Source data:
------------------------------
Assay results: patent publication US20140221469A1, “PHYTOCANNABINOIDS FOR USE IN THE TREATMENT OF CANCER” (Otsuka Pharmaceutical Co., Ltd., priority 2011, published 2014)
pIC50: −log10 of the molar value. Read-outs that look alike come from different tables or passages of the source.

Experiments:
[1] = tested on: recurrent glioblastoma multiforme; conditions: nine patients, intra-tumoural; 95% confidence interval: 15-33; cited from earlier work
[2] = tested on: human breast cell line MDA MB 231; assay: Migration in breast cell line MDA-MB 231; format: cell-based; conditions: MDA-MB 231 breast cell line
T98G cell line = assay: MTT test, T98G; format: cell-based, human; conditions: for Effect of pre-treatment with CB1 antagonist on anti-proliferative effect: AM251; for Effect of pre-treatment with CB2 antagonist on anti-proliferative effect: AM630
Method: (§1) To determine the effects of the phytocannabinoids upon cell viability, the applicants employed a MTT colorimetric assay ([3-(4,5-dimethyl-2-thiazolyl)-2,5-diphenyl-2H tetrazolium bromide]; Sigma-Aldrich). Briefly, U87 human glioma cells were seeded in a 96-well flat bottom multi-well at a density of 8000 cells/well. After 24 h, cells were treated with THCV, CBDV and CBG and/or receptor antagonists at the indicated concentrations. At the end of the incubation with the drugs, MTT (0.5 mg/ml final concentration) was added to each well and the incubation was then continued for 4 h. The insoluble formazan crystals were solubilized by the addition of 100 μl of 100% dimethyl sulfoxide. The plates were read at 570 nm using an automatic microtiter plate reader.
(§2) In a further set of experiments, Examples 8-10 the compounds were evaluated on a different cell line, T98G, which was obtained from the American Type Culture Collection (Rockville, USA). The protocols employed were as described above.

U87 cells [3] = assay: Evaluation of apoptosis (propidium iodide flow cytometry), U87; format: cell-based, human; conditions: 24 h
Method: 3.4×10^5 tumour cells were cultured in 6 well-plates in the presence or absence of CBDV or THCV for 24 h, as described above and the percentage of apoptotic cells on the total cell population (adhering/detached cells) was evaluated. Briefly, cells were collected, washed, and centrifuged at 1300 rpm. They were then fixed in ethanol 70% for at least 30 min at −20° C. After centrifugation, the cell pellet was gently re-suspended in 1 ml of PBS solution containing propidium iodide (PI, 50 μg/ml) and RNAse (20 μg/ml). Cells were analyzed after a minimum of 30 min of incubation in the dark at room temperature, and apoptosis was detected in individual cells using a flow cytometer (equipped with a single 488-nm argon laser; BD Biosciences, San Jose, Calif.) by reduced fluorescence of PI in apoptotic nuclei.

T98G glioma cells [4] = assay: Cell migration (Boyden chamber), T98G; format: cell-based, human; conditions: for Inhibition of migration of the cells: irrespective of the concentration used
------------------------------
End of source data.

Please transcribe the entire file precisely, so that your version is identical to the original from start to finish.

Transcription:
Assay results: patent publication US20140221469A1, “PHYTOCANNABINOIDS FOR USE IN THE TREATMENT OF CANCER” (Otsuka Pharmaceutical Co., Ltd., priority 2011, published 2014)
pIC50: −log10 of the molar value. Read-outs that look alike come from different tables or passages of the source.

Experiments:
[1] = tested on: recurrent glioblastoma multiforme; conditions: nine patients, intra-tumoural; 95% confidence interval: 15-33; cited from earlier work
[2] = tested on: human breast cell line MDA MB 231; assay: Migration in breast cell line MDA-MB 231; format: cell-based; conditions: MDA-MB 231 breast cell line
T98G cell line = assay: MTT test, T98G; format: cell-based, human; conditions: for Effect of pre-treatment with CB1 antagonist on anti-proliferative effect: AM251; for Effect of pre-treatment with CB2 antagonist on anti-proliferative effect: AM630
Method: (§1) To determine the effects of the phytocannabinoids upon cell viability, the applicants employed a MTT colorimetric assay ([3-(4,5-dimethyl-2-thiazolyl)-2,5-diphenyl-2H tetrazolium bromide]; Sigma-Aldrich). Briefly, U87 human glioma cells were seeded in a 96-well flat bottom multi-well at a density of 8000 cells/well. After 24 h, cells were treated with THCV, CBDV and CBG and/or receptor antagonists at the indicated concentrations. At the end of the incubation with the drugs, MTT (0.5 mg/ml final concentration) was added to each well and the incubation was then continued for 4 h. The insoluble formazan crystals were solubilized by the addition of 100 μl of 100% dimethyl sulfoxide. The plates were read at 570 nm using an automatic microtiter plate reader.
(§2) In a further set of experiments, Examples 8-10 the compounds were evaluated on a different cell line, T98G, which was obtained from the American Type Culture Collection (Rockville, USA). The protocols employed were as described above.

U87 cells [3] = assay: Evaluation of apoptosis (propidium iodide flow cytometry), U87; format: cell-based, human; conditions: 24 h
Method: 3.4×10^5 tumour cells were cultured in 6 well-plates in the presence or absence of CBDV or THCV for 24 h, as described above and the percentage of apoptotic cells on the total cell population (adhering/detached cells) was evaluated. Briefly, cells were collected, washed, and centrifuged at 1300 rpm. They were then fixed in ethanol 70% for at least 30 min at −20° C. After centrifugation, the cell pellet was gently re-suspended in 1 ml of PBS solution containing propidium iodide (PI, 50 μg/ml) and RNAse (20 μg/ml). Cells were analyzed after a minimum of 30 min of incubation in the dark at room temperature, and apoptosis was detected in individual cells using a flow cytometer (equipped with a single 488-nm argon laser; BD Biosciences, San Jose, Calif.) by reduced fluorescence of PI in apoptotic nuclei.

T98G glioma cells [4] = assay: Cell migration (Boyden chamber), T98G; format: cell-based, human; conditions: for Inhibition of migration of the cells: irrespective of the concentration used